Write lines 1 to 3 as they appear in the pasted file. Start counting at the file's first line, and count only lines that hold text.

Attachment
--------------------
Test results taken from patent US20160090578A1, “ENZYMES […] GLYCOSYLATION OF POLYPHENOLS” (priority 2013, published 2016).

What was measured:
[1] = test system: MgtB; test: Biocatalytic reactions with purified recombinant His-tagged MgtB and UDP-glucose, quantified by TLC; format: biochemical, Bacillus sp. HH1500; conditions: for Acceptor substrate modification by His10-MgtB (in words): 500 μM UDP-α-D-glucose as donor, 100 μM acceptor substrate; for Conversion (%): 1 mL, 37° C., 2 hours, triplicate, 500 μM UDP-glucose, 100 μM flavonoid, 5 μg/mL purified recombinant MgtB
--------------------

Test results taken from patent US20160090578A1, “ENZYMES […] GLYCOSYLATION OF POLYPHENOLS” (priority 2013, published 2016).

What was measured:
[1] = test system: MgtB; test: Biocatalytic reactions with purified recombinant His-tagged MgtB and UDP-glucose, quantified by TLC; format: biochemical, Bacillus sp. HH1500; conditions: for Acceptor substrate modification by His10-MgtB (in words): 500 μM UDP-α-D-glucose as donor, 100 μM acceptor substrate; for Conversion (%): 1 mL, 37° C., 2 hours, triplicate, 500 μM UDP-glucose, 100 μM flavonoid, 5 μg/mL purified recombinant MgtB